Being a Sunday morning before Mass, the town of Sahagun was still asleep when we were searching for a morning coffee to get us on our way. Rod helped a restauranteur put out his tables and chairs in exchange for brewing some coffee for us. We must have looked desperate.
Fortified with our cafe con leches we departed passing a grove of poplar trees called “The Field of Charlemagne’s Lances”. Some historians believe Sahagun was founded by Charlemagne….. others do not….?
Not far out of Sahagun, an extraordinary road for pilgrims has been built along the highway. This finely gravelled path runs for over 30 km and is banked on one side by alternating plantings of ash, maple and poplar trees. This makes for a safer walk but unfortunately the trees are too immature to provide much shade.yet. We are now into a drier portion of the Meseta but it is irrigated and the grain crops look healthy. It seems the wildflowers that have so cheered our way are being replaced by broom. Even on the west coast we do not recall seeing such huge bushes of broom. As long as you don’t suffer from allergies, they look quite pretty and their perfume fills the air.
El Burgos Ranero has several slough like lakes surrounding it and is known as the village of the frogs, presumably because of the frogs in these bodies of water. We will await the croaking tonight😊
In autumn storks congregate here before beginning their southward flight. Coming into town we saw a nesting stork at the top of some sort of tower.
Our Irish friend was here to greet us and we are looking forward to having dinner with her. She is a wonderful raconteur. A few days ago on a lonely and sort of boring portion of the road, Delana was singing as we walked. Part of her repertoire was several verses of “It’s a Long Way to Tipperary”. That evening we met our friend, Marian who is from Tipperary! Ahhh….the Camino.and its magic.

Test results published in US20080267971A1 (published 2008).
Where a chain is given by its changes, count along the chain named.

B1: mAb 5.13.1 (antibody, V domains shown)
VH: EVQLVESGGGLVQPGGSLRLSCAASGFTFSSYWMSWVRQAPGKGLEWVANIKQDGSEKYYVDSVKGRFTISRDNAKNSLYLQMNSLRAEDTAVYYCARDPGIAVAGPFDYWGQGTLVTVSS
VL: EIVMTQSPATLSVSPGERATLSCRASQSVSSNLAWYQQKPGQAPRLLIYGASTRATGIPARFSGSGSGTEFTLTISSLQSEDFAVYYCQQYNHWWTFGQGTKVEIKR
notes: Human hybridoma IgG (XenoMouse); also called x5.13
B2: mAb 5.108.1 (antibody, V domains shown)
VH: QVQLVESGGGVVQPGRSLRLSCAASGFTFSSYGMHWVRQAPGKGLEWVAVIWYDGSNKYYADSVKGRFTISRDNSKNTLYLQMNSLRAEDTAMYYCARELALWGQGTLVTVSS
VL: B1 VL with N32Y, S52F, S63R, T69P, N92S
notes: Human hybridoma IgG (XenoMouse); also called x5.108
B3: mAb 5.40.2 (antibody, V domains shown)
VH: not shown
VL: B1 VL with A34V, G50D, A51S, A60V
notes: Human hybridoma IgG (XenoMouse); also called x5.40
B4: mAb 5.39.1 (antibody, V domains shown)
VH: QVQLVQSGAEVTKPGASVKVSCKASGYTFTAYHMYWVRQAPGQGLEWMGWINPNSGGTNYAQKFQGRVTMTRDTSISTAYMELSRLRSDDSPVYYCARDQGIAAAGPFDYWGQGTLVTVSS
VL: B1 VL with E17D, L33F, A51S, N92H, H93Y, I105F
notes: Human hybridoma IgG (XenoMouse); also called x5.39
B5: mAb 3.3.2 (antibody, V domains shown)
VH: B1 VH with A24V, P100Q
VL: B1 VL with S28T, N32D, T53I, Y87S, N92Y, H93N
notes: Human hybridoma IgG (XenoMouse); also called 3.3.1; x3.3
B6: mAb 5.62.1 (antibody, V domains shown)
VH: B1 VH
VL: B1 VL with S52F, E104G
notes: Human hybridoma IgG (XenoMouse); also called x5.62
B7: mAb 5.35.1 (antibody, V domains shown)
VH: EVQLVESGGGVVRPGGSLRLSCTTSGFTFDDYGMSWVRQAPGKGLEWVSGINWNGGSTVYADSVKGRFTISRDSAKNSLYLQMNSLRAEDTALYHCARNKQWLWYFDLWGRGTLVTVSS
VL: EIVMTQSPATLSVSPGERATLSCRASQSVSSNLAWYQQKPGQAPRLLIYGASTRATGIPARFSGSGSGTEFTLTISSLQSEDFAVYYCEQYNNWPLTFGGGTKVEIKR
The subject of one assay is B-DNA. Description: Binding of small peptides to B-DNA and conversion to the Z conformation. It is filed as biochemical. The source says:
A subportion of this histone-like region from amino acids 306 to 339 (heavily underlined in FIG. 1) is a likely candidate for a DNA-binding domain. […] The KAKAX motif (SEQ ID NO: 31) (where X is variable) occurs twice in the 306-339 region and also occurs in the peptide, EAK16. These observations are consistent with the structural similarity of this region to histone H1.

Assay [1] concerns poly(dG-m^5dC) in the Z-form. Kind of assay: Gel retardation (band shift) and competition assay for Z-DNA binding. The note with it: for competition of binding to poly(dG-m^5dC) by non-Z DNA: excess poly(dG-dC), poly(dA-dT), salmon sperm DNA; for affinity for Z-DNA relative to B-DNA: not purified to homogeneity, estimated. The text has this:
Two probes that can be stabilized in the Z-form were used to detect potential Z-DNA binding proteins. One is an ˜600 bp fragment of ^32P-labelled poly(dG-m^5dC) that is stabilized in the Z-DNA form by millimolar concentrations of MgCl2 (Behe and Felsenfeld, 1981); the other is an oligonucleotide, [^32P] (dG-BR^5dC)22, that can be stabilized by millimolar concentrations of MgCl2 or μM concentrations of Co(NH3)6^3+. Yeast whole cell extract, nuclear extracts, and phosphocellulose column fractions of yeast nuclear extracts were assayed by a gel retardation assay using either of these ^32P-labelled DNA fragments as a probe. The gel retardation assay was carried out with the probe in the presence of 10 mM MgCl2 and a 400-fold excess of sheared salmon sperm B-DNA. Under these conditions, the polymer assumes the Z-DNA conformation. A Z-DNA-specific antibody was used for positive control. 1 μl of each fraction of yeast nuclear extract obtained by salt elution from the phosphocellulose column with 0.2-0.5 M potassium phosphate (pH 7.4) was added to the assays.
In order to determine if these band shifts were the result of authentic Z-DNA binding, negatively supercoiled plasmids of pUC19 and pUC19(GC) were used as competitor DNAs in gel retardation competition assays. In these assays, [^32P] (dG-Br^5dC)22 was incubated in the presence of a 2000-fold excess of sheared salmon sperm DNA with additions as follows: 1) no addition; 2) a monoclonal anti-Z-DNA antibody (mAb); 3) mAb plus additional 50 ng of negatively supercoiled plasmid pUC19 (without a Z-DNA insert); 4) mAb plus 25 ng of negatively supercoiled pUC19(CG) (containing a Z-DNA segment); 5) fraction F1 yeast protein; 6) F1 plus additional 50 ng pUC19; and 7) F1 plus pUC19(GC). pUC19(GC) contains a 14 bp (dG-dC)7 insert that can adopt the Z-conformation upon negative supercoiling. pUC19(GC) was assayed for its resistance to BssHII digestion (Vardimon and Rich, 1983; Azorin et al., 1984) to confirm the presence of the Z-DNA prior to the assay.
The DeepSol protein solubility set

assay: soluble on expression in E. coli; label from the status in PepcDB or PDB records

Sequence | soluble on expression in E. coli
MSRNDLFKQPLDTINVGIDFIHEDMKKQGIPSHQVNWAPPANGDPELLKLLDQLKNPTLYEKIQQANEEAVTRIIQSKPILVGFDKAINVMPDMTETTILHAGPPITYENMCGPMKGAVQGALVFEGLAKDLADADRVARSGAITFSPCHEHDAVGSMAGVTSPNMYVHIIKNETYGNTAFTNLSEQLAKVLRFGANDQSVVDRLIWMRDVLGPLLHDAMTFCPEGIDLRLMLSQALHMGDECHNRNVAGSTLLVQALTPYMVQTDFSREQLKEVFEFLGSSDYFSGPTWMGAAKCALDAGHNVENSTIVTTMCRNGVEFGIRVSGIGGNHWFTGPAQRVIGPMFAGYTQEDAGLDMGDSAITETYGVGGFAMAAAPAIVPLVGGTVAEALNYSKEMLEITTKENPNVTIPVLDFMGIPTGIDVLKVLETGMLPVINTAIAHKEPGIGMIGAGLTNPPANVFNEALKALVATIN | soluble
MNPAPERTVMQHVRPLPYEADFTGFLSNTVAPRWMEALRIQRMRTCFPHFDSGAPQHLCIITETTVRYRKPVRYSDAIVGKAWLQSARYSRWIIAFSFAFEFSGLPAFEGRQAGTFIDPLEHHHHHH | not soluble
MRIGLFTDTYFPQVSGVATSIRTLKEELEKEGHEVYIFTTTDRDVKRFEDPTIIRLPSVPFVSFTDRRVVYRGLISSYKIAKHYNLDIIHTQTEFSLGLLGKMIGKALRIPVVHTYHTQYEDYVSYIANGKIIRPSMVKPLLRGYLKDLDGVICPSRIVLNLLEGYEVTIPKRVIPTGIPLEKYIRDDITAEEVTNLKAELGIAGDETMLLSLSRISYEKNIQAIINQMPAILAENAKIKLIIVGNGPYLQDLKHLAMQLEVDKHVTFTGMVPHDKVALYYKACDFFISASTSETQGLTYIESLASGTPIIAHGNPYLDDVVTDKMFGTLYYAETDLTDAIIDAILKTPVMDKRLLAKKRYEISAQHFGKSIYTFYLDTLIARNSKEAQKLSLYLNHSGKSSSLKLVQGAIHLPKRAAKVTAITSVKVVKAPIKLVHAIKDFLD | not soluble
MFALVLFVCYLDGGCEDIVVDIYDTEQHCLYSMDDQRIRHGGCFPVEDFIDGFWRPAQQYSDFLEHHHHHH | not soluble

Kind of looks like I am coming out of a broom closet…. Bad pun!
When you come to think of it, there aren’t too many ‘bad’ people who set out to walk 800 plus km with other pilgrims!
So here are some El Camino statistics:
Women: 98.008 (45,40%)
Men: 117.872 (54,60%)
On foot: 188.191 (87,17%)
By bike: 26.646 (12,34%)
Storks: unknown … They seem so just sit around most of the time!
In a wheelchair: 66 (0,03%)
Walkers by age:
Under 30: 61.114 (28,31%)
30 to 60: 121.305 (56,19%)
Over 60: 33.461 (15,50%)
Spain: 105.891 (49,05%)
Germany 16.203 (14,73%)
Italy 15.621 (14,20%)
Portugal 10.698 (9,73%)
USA 10.125 (9,21%)
France: 8.305 (7,55%)
Ireland: 5.012 (4,56%)
UK: 4.207 (3,82%)Canada:
Canada: 3.373 (3,07%)
Anyone allergic to Broom cannot walk the Camino at this time of year,!
Liked this – it shows the old with the new. That’s a centuries old adobe grain storage building with a modern stainless one in the background.
A great lunch party was held fresh olives, cheese, local croissants, almonds and raisins. All good pilgrim stuff!
This site is terrible, I have been working on it for almost three hours just to get the pictures and the narrative to go with each, in some kind of order. So why is the stork nest sitting atop a church steeple in the middle of the Camino stats???
Guess it really doesn’t matter does it… You will figure out that one stork registered…..
2 thoughts on “DAY 6 31 May 2015 Sahagun to El Burgo Ranero (18 km)”
the stork is appropriate and well placed. Keep walking!
Love the blog – I thought matching the photos to the comments was a little game to help us maintain memory power – just joking! The reality is the blog is like being along for the walk for a time, without the tired feet. Thank you for sharing your days with us.